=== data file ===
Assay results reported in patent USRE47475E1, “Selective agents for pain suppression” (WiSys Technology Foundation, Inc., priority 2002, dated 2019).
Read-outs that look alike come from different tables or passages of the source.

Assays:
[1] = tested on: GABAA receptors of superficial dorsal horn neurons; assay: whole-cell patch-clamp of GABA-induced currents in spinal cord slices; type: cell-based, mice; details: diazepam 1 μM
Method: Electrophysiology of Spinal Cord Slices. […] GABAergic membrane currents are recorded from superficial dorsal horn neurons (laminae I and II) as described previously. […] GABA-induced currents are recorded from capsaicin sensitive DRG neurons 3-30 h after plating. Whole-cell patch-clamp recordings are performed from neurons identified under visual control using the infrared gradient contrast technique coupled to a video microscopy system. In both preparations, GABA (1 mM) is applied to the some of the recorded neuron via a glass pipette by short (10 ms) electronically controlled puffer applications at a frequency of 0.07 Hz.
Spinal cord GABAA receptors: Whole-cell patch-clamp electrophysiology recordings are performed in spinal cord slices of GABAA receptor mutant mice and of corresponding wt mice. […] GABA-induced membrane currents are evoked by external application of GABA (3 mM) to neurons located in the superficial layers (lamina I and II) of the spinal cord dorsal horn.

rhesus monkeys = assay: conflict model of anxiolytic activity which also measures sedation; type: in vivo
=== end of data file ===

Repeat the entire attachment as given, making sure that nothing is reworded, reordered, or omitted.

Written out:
Assay results reported in patent USRE47475E1, “Selective agents for pain suppression” (WiSys Technology Foundation, Inc., priority 2002, dated 2019).
Read-outs that look alike come from different tables or passages of the source.

Assays:
[1] = tested on: GABAA receptors of superficial dorsal horn neurons; assay: whole-cell patch-clamp of GABA-induced currents in spinal cord slices; type: cell-based, mice; details: diazepam 1 μM
Method: Electrophysiology of Spinal Cord Slices. […] GABAergic membrane currents are recorded from superficial dorsal horn neurons (laminae I and II) as described previously. […] GABA-induced currents are recorded from capsaicin sensitive DRG neurons 3-30 h after plating. Whole-cell patch-clamp recordings are performed from neurons identified under visual control using the infrared gradient contrast technique coupled to a video microscopy system. In both preparations, GABA (1 mM) is applied to the some of the recorded neuron via a glass pipette by short (10 ms) electronically controlled puffer applications at a frequency of 0.07 Hz.
Spinal cord GABAA receptors: Whole-cell patch-clamp electrophysiology recordings are performed in spinal cord slices of GABAA receptor mutant mice and of corresponding wt mice. […] GABA-induced membrane currents are evoked by external application of GABA (3 mM) to neurons located in the superficial layers (lamina I and II) of the spinal cord dorsal horn.

rhesus monkeys = assay: conflict model of anxiolytic activity which also measures sedation; type: in vivo